Amid the clang of Johnston’s shiny Hagstrom guitar (the Electrocrat’s favourite item in the collection, along with various anatomical specimens kept in jars), whimsical animations by new collaborator Ahmarnya Price play across a screen, delightfully illustrating tales both strange and true. According to O’Neill, collecting is a theme that has long interested Christine Johnston, “so we constructed the RRAMP house where the Collector lives with her stuff and procured companions the Archivist and the Electrocrat…”

“I think the most potent theme, which prevails throughout the work, is the notion of ‘Devotion’,” O’Neill says.

Devotion to a collection of body parts or emotions in jars; devotion between band members, yes – but chickens? Johnston explains:

“There was a particular story from my childhood that really struck me… It was a relationship between a rooster, two of the hens and myself. I had such strong memories if it and about how much this little community of birds reflected human nature and community, that when I mentioned it to Lisa and Peter we were all interested in re-telling it as part of the show.”

“Sometimes truth is stranger than fiction, and framing the simple and mundane things can sometimes be the most poignant. [We] can sometimes see a reflection of [ourselves] through these simple things – without being threatened – and are able to have a laugh at [ourselves]. The show recalls how we met and a collection of our stories.”

From all accounts, creating RRAMP was itself a collection – of lugging road cases and setting up gear; waiting in the corner of room “on my yoga mat going through my Ashtanga yoga sequence” (O’Neill); constructing programmed drum kits (Nelson); creating musical signatures for each character, from majestic strings to glockenspiel-y textures; syncing audio and video together…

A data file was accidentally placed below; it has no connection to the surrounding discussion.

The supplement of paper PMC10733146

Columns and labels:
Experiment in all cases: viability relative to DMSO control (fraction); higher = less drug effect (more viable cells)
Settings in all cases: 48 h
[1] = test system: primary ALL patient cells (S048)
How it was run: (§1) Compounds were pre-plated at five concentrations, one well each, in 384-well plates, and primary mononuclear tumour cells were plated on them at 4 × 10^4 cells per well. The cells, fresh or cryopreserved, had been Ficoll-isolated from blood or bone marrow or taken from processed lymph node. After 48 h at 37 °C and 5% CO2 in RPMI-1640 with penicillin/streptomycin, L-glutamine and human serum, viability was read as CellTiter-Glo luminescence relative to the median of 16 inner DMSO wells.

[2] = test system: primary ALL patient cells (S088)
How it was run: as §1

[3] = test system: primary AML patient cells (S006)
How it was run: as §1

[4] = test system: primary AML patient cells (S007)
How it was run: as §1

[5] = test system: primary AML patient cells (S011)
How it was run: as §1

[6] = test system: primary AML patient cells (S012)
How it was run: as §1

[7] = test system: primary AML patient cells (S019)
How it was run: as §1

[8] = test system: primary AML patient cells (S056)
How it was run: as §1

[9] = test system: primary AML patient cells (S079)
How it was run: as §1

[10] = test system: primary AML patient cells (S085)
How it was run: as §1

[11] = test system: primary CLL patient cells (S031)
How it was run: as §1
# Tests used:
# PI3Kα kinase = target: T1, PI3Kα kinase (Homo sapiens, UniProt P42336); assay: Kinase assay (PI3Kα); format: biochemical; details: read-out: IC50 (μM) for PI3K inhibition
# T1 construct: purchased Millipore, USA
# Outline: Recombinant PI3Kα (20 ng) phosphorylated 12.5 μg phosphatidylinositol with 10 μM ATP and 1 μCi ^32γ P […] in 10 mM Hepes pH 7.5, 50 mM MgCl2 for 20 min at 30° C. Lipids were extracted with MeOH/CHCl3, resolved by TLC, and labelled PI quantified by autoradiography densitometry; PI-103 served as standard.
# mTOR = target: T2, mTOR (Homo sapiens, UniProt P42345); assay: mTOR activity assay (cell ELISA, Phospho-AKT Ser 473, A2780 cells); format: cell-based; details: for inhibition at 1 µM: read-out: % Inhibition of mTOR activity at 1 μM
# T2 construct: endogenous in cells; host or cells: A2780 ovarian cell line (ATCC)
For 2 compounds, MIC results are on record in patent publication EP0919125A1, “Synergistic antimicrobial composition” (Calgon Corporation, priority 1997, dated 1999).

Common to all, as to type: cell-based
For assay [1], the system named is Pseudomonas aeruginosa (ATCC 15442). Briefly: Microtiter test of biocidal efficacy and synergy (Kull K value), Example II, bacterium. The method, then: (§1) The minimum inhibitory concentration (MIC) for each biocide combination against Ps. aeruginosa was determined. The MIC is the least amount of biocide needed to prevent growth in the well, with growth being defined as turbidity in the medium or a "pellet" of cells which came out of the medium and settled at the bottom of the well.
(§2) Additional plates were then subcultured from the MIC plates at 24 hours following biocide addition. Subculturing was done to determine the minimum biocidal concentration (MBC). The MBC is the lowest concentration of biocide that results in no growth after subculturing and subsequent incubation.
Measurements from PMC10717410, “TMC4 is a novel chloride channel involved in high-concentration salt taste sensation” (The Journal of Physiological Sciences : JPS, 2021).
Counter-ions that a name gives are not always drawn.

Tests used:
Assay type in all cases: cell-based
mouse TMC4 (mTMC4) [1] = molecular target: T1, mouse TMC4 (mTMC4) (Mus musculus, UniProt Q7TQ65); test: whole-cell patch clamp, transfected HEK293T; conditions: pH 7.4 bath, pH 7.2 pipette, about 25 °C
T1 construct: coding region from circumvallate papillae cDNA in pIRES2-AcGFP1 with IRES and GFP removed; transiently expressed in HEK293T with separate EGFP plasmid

“When we were offered a little band-practice room in a warehouse we were raring to go,” says Johnston, “but most of what we practised [at first] was cleaning, talking about ideas, and drinking coffee… Leila (Maraun), although now the backstage backbone of the group, kicked us off with a bass line and it was all on!!”

“It wasn’t long before we had to abandon our little band room…but by then Peter had set up his own studio at Ipswich so we moved there and that’s where the bulk of ‘things to come’ began… The recent floods only came to the front door, which fortunately spared all the equipment. When not working on music we had also been spending time at the Brisbane Powerhouse in a great old brick rehearsal room that seemed to float our stories to the surface…”